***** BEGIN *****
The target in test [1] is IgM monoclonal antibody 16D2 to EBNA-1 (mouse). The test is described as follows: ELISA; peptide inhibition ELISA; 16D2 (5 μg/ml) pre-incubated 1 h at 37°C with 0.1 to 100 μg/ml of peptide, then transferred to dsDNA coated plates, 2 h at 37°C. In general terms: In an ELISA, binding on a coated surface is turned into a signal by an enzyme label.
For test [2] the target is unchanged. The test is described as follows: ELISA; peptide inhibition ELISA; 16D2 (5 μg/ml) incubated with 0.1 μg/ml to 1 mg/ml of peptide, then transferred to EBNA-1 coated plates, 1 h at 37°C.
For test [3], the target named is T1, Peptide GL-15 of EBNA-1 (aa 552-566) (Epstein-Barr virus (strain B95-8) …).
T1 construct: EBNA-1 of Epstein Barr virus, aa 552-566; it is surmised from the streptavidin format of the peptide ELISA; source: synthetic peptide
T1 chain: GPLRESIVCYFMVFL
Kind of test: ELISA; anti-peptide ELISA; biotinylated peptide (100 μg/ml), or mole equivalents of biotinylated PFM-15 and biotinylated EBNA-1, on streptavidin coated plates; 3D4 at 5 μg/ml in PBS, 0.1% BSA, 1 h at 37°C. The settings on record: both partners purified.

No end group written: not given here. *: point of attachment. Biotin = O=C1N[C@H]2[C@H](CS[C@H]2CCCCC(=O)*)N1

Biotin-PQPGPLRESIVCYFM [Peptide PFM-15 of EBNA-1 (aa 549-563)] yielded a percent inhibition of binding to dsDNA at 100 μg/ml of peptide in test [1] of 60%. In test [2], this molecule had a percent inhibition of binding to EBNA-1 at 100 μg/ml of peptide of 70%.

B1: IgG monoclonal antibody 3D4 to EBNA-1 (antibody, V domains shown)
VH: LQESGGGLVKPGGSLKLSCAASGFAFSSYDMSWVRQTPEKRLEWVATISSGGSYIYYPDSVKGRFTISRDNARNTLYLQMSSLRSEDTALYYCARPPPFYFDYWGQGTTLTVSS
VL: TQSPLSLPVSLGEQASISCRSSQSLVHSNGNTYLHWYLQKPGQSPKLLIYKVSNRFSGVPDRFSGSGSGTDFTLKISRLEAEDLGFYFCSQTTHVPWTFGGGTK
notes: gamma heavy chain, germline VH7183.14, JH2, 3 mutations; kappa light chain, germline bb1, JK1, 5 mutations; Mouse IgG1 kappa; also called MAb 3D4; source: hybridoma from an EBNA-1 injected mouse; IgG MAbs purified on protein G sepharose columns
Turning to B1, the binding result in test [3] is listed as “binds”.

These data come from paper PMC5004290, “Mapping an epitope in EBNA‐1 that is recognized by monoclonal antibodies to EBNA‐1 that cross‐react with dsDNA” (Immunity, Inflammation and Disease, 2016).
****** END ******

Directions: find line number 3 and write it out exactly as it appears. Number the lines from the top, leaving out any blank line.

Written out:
For test [3], the target named is T1, Peptide GL-15 of EBNA-1 (aa 552-566) (Epstein-Barr virus (strain B95-8) …).